Suffering and the Unpredictability of Life:
Living East of Eden

Last Sunday was the first Sunday of Lent. For those of you who observe the season, Lent’s a time of reflection and renewal of purpose, a time to pause and reflect on your life’s direction and what you are going to do with the rest of it that you have left. The Old Testament or Hebrew Bible reading for that day was Genesis 2–the story of Adam and Eve, the snake, the temptation and “fall” and the couple’s expulsion from the garden of Eden. Sin. . .and consequence, right?

And so the question for these earliest ancestors of ours was how they then were going to survive–east of Eden. How do they put their life together outside of paradise? Beyond innocence. In a world broken apart, picking up the pieces of their broken life as best they can. How. . .then. . .do they survive? (See last Sunday’s sermon.)

Interestingly, about the time I gave that sermon, an editorial appeared in the New York Times about the unpredictability of life. . .about the world we now live in. . .yes, this side of Eden. (“Who Knows What Will Happen Next?”, Friday, February 28, 2020, p. A24). (See lead photo) The author of that editorial, Farhad Manjoo, acknowledges that the future has always been unknowable, but he argues that this unpredictability, this unknowability is becoming more so in this world we live in. The range of forces impinging on our lives include“the internet, smartphones, social networks, the globalization and interdependence of supply chains and manufacturing [seen in spades with the fall-out from the latest virus scare], the internationalization of culture, unprecedented levels of travel, urbanization and climate change. But their effects are not discrete. They overlap and intertwine in nonlinear ways, leaving chaos in their wake.”

We wake up every morning to a host of surprises, many that we hadn’t seen coming, including “America’s hyper-fast flip on gay rights, . . .Trump’s election or the rise of Bernie Sanders.” So Manjoo’s conclusion is that of course he could be wrong, I could be wrong, we all could be wrong about what lies ahead. All you can do is shrug your shoulders and buckle up for the ride. Who knows what tomorrow will hold for us all.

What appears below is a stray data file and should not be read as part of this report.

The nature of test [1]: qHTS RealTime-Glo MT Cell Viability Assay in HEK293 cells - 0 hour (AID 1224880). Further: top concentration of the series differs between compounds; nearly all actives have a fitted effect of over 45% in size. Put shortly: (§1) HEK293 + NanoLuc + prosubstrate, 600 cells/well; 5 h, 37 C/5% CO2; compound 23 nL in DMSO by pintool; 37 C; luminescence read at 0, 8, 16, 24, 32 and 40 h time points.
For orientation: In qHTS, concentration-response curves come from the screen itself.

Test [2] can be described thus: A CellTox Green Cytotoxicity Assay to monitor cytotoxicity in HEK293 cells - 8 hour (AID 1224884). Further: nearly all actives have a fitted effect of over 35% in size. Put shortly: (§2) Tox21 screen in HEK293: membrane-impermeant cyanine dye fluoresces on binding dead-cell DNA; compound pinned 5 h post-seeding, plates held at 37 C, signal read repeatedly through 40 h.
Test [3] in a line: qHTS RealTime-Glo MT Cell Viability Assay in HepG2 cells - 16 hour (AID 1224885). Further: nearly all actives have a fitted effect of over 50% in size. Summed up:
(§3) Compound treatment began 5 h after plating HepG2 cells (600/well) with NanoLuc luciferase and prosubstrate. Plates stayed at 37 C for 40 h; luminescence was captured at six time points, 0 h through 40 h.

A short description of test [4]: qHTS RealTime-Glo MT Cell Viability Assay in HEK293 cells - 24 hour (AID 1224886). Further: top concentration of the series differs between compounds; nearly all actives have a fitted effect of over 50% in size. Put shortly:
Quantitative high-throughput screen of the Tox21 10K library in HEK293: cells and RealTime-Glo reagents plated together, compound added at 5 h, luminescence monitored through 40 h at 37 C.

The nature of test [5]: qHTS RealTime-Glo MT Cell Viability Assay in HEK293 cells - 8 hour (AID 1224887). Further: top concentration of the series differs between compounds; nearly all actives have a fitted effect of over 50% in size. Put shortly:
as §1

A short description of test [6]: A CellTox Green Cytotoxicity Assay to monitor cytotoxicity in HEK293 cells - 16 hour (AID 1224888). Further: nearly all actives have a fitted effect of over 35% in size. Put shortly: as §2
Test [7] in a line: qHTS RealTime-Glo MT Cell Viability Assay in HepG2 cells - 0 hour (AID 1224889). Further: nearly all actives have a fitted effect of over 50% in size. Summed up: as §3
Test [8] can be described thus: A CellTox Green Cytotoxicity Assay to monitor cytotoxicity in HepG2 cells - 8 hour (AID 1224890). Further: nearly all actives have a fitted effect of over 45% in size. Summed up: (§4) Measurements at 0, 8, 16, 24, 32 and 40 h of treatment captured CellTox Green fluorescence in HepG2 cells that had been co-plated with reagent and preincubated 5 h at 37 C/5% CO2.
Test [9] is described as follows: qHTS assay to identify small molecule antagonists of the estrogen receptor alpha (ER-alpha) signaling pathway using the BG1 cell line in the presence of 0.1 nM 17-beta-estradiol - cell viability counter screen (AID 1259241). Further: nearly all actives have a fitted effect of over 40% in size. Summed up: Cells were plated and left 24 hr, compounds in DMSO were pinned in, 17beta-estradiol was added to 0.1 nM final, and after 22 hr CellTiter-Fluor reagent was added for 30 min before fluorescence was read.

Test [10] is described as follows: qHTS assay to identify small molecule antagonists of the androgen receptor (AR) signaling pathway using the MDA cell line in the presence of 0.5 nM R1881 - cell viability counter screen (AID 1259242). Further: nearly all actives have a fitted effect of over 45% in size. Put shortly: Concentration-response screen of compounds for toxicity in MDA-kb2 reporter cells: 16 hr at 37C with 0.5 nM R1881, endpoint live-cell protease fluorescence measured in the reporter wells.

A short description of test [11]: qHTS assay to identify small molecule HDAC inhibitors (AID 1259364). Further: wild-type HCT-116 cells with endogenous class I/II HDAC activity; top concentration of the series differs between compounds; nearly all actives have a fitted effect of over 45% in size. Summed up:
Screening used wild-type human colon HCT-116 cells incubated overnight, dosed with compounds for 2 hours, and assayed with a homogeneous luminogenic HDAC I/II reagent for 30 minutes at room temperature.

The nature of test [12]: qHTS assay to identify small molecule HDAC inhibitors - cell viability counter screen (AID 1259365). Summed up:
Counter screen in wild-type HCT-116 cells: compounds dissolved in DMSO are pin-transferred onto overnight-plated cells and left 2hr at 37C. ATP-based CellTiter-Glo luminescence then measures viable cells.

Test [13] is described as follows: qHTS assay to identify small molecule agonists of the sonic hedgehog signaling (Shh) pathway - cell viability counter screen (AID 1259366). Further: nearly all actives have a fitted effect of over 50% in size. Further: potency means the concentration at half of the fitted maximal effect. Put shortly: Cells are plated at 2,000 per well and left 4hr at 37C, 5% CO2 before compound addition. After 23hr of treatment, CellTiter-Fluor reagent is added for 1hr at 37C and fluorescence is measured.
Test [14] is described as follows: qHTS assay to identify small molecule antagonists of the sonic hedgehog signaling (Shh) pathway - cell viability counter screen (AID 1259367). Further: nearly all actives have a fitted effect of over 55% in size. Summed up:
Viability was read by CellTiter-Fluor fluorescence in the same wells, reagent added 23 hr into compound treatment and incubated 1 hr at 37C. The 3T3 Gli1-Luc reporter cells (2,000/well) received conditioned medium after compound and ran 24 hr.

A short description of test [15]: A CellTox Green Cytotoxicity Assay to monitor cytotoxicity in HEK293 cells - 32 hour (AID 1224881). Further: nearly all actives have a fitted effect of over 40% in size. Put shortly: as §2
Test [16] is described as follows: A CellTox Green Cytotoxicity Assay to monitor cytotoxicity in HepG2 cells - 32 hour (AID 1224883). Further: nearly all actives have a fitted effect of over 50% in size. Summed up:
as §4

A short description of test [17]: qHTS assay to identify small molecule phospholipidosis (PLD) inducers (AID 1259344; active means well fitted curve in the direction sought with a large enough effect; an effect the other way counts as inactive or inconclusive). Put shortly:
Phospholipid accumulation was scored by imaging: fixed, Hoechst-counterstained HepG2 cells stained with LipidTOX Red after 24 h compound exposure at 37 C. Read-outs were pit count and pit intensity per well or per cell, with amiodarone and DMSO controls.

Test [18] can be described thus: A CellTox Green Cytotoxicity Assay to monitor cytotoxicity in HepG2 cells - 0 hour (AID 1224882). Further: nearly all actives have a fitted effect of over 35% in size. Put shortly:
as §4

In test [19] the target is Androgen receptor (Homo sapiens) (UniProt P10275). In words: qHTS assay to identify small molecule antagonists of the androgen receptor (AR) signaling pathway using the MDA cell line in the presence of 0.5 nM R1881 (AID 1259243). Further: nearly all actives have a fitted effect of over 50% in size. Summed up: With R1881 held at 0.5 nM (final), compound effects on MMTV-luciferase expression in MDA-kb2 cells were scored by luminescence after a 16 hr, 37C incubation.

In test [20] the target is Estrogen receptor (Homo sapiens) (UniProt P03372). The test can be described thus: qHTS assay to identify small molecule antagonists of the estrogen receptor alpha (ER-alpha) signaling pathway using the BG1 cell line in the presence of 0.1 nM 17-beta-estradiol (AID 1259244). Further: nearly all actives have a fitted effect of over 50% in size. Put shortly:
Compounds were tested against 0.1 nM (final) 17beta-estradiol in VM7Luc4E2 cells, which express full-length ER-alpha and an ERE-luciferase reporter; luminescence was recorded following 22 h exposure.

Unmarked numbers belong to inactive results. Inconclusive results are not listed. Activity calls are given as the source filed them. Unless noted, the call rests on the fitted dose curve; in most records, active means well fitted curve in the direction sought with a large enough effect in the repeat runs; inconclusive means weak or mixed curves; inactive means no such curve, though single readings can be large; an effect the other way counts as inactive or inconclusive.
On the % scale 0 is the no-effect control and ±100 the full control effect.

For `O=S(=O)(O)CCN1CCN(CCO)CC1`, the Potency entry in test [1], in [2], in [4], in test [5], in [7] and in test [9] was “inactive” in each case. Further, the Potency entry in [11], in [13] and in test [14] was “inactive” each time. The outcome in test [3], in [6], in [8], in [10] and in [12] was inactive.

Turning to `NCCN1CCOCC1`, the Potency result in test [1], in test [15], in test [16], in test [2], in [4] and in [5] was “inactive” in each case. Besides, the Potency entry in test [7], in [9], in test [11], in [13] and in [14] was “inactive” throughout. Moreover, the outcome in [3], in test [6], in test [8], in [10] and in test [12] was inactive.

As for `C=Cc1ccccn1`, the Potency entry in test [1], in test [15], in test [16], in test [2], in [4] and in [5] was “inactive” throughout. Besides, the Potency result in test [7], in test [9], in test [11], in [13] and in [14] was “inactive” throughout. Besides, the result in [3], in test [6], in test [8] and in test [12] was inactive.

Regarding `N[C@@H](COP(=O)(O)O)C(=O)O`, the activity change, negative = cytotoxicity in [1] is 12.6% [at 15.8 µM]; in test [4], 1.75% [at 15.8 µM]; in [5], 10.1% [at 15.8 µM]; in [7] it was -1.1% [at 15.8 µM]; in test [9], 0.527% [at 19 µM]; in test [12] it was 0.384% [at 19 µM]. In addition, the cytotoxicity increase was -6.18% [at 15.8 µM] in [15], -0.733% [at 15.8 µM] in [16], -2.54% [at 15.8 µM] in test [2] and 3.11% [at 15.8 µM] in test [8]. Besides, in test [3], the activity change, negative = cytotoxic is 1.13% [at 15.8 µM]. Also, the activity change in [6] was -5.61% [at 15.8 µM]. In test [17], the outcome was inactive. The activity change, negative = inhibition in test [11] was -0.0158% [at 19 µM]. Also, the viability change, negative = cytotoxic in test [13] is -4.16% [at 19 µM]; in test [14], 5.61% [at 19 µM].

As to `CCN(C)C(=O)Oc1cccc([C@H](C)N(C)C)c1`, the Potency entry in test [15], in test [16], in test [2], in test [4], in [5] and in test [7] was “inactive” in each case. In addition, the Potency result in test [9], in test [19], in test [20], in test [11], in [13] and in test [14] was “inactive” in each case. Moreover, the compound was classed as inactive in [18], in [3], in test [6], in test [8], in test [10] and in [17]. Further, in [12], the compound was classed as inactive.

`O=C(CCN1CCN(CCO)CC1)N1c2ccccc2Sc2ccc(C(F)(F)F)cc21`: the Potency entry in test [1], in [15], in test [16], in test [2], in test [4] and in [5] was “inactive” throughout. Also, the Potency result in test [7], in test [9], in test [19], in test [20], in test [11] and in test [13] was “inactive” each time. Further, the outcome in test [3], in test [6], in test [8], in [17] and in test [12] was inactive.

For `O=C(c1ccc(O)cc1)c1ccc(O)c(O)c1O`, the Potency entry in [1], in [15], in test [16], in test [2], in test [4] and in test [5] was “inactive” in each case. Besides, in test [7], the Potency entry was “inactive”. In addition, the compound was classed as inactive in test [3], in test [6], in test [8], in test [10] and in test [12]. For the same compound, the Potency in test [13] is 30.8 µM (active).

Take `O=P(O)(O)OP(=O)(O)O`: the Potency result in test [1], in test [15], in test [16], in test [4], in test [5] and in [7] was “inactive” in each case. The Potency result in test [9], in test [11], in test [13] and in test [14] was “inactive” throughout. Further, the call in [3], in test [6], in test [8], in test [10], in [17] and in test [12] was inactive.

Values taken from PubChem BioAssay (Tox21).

Which brings me to the Old Testament’s book of Job. David and I have decided to read that story from start to finish as our morning Lenten reading. Now even if you haven’t read the book of Job, pretty much everyone knows the gist of the story. On a bet with Satan, God allows the devil to bedevil Job–a just man–with all kinds of grief. First he loses all his property, then he loses all his family, then he loses his health. Job’s response: “the Lord gives, the Lord taketh away; blessed be the name of the Lord!” Now that well-known response to all that befell Job has seeped into our culture with reference to the “patience of Job”. We say about someone who is long-suffering, “that guy has the patience of Job.”

The problem is that Job wasn’t all that patient. In fact, Job laments, Job protests, he rails against the unjustness of what has happened to him. He demands an explanation from God--why God has dealt with him this terrible way when he has not deserved such punishment. Which brings me to a little paperback that I found again on my shelf after some years of neglect. In l997, Bill Thomason wrote God on Trial: The Book of Job and Human Suffering. (The Liturgical Press, l997. See second photo below.) Thomason is a philosopher and religious scholar who apparently spent some years studying and teaching about the book of Job and thus, has some authority in terms of that text’s meaning. Space here does not allow a full treatment of this author’s masterful description and discussion of our ancient story, but at the end of the book he arrives at a pretty good but not final response to the problem of suffering in an unpredictable world.